|Harrell, Robert - ENT DEPT, UNIV. OF FL|
Submitted to: Journal of Insect Biochemistry and Molecular Biology
Publication Type: Peer Reviewed Journal
Publication Acceptance Date: June 26, 2000
Publication Date: January 31, 2001
Citation: Handler, A.M., Harrell, R.A. 2001. Transformation of the Caribbean fruit fly with a piggyBac transposon vector marked with polyubiquitin-regulated GFP. Journal of Insect Biochemistry and Molecular Biology. 31:199-205. Interpretive Summary: The ability to achieve gene transfer in economically important insects is a major goal of our laboratory at the CMAVE. Development of this methodology depends upon the discovery and analysis of efficient and stable gene transfer vector systems. Previously, the piggyBac vector from Trichoplusia ni was found to mediate germline transformation in the Mediterranean fruit fly, Ceratitis capitata. In order to determine if this system can function as well in other tephritid fruit fly pests, piggyBac gene-transfer was tested in the Caribbean fruit fly, Anastrepha suspensa. A difficulty with this species, however, is that unlike the medfly, visible marking systems based on eye color mutations do not exist, thereby making selection of transgenic organisms difficult. We therefore tested a new marker system expressing the green fluorescent protein (GFP) gene from a jellyfish that is detected under ultraviolet light. The piggyBac vector and GFP marker was found to be an efficient gene transfer system. The ability to detect GFP externally in adult transgenic flies suggested that the same GFP marker could be used as a genetic marker to detect released flies in field studies. To optimize strains for GFP detection a new spectrofluorometric assay was developed.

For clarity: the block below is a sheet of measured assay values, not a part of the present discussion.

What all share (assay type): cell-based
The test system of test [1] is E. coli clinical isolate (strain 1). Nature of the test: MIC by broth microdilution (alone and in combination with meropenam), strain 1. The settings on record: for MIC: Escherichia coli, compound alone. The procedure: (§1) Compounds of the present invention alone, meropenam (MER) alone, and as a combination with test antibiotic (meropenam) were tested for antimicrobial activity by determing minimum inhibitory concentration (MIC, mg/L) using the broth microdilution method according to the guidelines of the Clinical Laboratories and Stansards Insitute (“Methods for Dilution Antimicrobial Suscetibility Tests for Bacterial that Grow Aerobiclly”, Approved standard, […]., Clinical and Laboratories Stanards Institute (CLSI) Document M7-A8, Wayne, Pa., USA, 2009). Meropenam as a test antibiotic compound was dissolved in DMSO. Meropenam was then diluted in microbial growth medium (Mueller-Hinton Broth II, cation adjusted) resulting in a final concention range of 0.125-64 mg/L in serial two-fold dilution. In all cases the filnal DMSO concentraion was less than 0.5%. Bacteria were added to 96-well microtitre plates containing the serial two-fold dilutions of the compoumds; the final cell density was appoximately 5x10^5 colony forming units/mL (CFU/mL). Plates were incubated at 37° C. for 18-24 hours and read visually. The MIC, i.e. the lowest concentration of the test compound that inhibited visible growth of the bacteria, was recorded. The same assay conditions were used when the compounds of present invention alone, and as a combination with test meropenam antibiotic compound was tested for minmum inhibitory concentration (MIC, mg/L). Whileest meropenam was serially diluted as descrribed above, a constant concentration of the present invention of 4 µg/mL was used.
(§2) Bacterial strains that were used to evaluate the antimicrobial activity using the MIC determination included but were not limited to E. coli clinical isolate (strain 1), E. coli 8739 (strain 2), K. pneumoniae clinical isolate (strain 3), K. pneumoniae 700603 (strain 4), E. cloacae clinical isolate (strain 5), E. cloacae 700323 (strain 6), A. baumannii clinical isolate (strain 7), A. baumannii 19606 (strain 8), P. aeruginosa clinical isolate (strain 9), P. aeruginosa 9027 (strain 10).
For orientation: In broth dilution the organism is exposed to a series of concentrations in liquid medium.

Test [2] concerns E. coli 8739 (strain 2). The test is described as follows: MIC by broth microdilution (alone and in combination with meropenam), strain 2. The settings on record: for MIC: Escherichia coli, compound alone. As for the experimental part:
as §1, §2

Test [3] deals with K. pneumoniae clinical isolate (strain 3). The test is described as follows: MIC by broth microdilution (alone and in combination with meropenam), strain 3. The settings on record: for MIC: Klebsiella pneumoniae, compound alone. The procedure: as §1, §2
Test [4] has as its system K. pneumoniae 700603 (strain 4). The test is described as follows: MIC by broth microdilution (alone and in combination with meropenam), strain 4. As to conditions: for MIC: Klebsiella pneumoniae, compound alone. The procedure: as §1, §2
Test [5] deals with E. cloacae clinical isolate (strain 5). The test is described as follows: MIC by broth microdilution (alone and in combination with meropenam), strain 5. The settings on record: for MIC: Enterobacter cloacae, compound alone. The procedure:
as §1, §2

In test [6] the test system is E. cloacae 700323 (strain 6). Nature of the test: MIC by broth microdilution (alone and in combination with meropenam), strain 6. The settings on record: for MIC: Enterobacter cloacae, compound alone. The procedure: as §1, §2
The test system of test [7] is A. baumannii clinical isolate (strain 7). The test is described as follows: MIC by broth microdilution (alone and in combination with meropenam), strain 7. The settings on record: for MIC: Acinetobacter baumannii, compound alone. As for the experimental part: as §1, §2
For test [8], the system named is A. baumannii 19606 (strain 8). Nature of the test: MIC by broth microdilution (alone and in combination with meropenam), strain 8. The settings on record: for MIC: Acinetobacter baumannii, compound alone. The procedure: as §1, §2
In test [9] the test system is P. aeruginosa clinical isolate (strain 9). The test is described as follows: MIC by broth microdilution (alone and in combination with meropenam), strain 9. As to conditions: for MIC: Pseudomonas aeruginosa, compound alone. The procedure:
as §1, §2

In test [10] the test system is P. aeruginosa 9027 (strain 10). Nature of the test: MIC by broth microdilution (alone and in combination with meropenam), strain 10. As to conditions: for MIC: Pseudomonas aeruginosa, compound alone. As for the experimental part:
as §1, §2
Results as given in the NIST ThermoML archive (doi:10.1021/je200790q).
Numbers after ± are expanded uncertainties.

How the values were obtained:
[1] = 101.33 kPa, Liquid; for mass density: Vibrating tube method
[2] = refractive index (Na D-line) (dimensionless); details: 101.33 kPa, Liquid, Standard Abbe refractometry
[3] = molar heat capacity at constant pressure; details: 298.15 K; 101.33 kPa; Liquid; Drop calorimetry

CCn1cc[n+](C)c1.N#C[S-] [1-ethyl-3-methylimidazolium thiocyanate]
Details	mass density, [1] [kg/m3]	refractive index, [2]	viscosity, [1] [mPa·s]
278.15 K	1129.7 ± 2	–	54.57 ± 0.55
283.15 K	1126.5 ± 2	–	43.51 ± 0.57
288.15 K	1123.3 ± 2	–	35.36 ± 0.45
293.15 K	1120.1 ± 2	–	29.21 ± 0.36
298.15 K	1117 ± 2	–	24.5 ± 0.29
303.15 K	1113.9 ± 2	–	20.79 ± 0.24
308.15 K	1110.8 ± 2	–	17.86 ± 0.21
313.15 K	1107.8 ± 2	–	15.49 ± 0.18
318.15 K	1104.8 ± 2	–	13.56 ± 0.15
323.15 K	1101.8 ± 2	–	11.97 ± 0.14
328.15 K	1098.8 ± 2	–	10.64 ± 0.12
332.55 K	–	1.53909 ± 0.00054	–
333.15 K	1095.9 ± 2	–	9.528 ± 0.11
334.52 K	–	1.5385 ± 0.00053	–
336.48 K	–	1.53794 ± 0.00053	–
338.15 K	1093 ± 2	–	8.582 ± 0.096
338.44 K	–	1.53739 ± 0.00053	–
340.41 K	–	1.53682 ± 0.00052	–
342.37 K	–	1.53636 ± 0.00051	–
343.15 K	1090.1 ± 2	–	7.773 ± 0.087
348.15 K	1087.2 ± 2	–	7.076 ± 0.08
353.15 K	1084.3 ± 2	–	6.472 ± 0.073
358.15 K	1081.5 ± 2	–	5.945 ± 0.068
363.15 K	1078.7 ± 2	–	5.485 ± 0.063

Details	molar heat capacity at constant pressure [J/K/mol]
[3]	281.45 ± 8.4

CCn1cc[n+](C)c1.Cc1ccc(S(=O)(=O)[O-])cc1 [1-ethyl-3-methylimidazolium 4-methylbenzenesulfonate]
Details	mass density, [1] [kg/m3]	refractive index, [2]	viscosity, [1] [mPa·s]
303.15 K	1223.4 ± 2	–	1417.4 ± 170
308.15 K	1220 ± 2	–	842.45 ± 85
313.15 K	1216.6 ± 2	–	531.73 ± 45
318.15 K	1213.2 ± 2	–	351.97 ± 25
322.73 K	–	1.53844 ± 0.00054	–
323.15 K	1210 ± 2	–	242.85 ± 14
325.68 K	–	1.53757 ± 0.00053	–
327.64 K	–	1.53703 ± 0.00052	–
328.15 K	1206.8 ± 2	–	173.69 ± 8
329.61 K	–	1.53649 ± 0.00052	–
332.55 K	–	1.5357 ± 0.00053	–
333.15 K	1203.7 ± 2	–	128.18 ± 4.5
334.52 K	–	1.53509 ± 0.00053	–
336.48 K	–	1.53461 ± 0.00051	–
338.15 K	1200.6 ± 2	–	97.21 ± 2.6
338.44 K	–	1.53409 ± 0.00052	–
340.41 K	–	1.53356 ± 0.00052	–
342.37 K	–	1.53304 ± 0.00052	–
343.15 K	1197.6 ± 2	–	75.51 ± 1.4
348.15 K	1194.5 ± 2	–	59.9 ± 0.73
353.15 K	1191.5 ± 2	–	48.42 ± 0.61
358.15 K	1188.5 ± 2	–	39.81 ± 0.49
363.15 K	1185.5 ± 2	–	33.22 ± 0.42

Technical Abstract: Germline transformation was achieved in the Caribbean fruit fly, Anastrepha suspensa, using a piggyBac vector marked with an enhanced green fluorescent protein gene regulated by the Drosophila melanogaster polyubiquitin promoter. Four transgenic GO lines were selected exhibiting unambiguous GFP expression, and Southern hybridization indicated the presence of one to four integrations in each of the transgenic lines. Fluorescence was detectable throughout development, and in adults was most intense from the thoracic flight muscle. Although adult cuticle quenched fluorescence, GFP was routinely detectable in the thorax. A quantitative spectrofluorometric assay was developed for GFP fluorescence that indicated differing levels of fluorescence among the transgenic lines, suggesting some level of position effect variegation. These results are encouraging for the use of this marker system in insect species not amenable to mutation-based visible markers. Together with the piggyBac vector, a transformation system is presented that has the potential to be universally applicable in insect species.